1. Good points. I'm chuckling about the spices. I spent many, MANY months trying unsuccessfully to recreate the Kung Pao from CatMan's favorite Chinese restaurant - seriously, I read EVERY recipe I could find and nothing even came close. Well... it may have been because I had to alter all of the recipes because of my allergies.

      Anyhow, at one point I ordered some Szechuan peppercorns because we thought that might be the "missing flavor." Holy Moly - those things are disgusting!!! My step-mother was happy to have them though.

      And you're totally right about knowing what flavors work well together. I tend to think of "families of flavors" - but it did take me a lot of trial and error to figure it all out.

  4. I just started reading here a little while ago, so partly I'm just saying: hello! Thanks for an interesting & funny blog!

    Like you, I tend to just throw things in a pot. I like to give my dishes names involving places or seasons of the year to make them sound real. One of my daughter's friends came over for dinner and asked what we were having. "Pittsburgh Pasta" I said. "I can't believe I've never had this before," he said. "It's so good!". And of course we thought it was very funny, because as soon as I made the dish we forgot what I'd put in it, so he'll never have it again, either!

    1. Hi Miser Mom, and welcome to my crazy little corner of the interwebs!

      I totally LOVE your approach, and I'm giggling because CatMan is notoriously unadventurous when it comes to food. The only way I've ever been able to get him to eat anything different is to sneak it onto the table as an optional side dish with a catchy name. If he thinks it's a "real dish" he'll try it, but if he thinks it's just something I made up... not a chance! :-)

  5. Well, I really hate to cook and don't do it often. I mostly heat something up for dinner. But if I do cook and I'm trying something new then I follow a recipe. Most of the stuff I make is so simple though,that I don't need recipes (tacos, stir frys, etc.). And if I do have meals in mind then I'll take a list of the ingredients to the store. I'm with you on the meal planning though, that sounds way too painful to me.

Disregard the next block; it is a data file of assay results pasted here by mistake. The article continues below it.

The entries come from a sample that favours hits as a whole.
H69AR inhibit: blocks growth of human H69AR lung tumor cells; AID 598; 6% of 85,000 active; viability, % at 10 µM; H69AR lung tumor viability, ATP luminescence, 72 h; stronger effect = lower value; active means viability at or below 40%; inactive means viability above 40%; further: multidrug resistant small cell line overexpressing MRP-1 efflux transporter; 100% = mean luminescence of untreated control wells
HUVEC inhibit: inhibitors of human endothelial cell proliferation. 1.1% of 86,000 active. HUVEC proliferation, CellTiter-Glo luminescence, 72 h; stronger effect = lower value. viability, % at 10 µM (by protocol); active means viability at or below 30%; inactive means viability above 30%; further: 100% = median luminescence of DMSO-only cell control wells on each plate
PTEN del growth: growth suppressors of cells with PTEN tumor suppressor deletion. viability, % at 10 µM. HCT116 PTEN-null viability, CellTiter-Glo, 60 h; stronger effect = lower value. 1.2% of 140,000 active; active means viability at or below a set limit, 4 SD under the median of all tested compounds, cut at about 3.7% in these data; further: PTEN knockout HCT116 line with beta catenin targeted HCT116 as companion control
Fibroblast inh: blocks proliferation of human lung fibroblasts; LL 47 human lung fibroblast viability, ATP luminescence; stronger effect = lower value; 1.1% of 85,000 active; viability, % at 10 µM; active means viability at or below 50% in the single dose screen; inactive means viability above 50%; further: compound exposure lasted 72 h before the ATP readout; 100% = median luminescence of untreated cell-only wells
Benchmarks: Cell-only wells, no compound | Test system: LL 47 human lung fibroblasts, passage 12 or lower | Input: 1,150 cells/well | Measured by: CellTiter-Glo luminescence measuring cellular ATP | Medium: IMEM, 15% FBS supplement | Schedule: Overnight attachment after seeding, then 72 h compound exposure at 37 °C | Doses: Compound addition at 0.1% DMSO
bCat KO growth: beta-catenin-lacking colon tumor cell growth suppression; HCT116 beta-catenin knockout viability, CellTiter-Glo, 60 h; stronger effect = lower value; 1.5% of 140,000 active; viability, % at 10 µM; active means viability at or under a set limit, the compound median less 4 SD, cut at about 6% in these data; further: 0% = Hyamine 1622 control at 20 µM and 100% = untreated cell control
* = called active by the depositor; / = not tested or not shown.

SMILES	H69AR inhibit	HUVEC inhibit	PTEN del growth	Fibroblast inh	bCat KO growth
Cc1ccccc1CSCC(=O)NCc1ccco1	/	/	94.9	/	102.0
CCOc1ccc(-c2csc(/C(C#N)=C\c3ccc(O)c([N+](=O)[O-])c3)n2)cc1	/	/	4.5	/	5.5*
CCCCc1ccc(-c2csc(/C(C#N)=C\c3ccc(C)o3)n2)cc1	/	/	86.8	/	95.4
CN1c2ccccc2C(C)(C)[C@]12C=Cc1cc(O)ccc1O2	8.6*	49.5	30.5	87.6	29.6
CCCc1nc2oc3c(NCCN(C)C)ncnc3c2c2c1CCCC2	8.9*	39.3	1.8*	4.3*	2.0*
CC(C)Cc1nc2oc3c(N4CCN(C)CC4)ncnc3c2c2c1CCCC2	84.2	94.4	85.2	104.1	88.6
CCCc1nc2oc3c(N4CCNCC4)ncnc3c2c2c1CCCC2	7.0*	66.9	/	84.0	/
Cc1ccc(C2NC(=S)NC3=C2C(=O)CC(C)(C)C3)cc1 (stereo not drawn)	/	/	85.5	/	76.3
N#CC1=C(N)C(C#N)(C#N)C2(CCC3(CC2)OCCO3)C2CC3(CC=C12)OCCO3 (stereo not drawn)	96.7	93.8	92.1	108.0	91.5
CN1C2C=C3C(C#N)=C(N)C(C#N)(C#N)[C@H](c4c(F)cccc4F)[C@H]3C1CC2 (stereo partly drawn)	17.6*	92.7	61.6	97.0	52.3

1. Simple is good! I think people have a tendency to make cooking WAY more complicated than it needs to be, and it puts people off from wanting to cook... like it has to be really difficult in order to "count" or something like that.

  6. I tend to follow recipes- though I will leave out things I don't like (celery, yuck) and adapt them a bit if I need to.

    I find we eat better if I meal plan, because if I just buy random ingredients I can't be bothered to think of a good combination when I am tired and hungry. I think of meal planning as getting all the thinking done when I am feeling awake so when I am not I can just blindly follow instructions!

    We had pizza tonight because I had failed to plan anything...I actually prefer cooking big pots of food a few times a week and then reheat stuff on other nights.

    I agree with those who say it is related to how you learnt to cook- my parents are definitely recipe followers!

    1. You know, now that I think about it, I suppose I do sometimes make a rough plan, but usually it just happens when I'm at the grocery store. Like if I find mushrooms on sale I might get inspired to make something in the Stroganoff department, so I'll pick up some sour cream.

      I also think that some of it may depend on how you view cooking. I was once making dinner for a friend who hates to cook, and she made an interesting observation that people who like to cook do it when they're not hungry. I laughed and said something to the effect of "waiting until you're hungry to cook is sort of like waiting until you're cold to start knitting a sweater!"

      I think if you wait until you're hungry to start cooking, you're totally doomed! I mean, if I'm hungry I just want to eat NOW - I view cooking as more of a hobby, so I do it when I've got free time, instead of because it's dinner time. This means that I live on leftovers but that's fine with me.

    2. Although I LOVE eating, and don't mind cooking when I actually do it, I definitely regard it as a chore not a I am very tempted to put it off until I am hungry!

    3. I've actually been known to start cooking right after I eat - like I'll have a sandwich or something because I'm hungry and then go prepare a roast chicken or a casserole or something for later. It sounds a little bit crazy when I think about it, but it seems to work for me. :-)

  7. I'm kind of similar to you, Eco Cat Lady, in that I don't really plan out meals or recipes. For baking, I follow the recipes, but often tweak them a bit. You know what it's like when baking ingredients have to be changed, according to the pantry!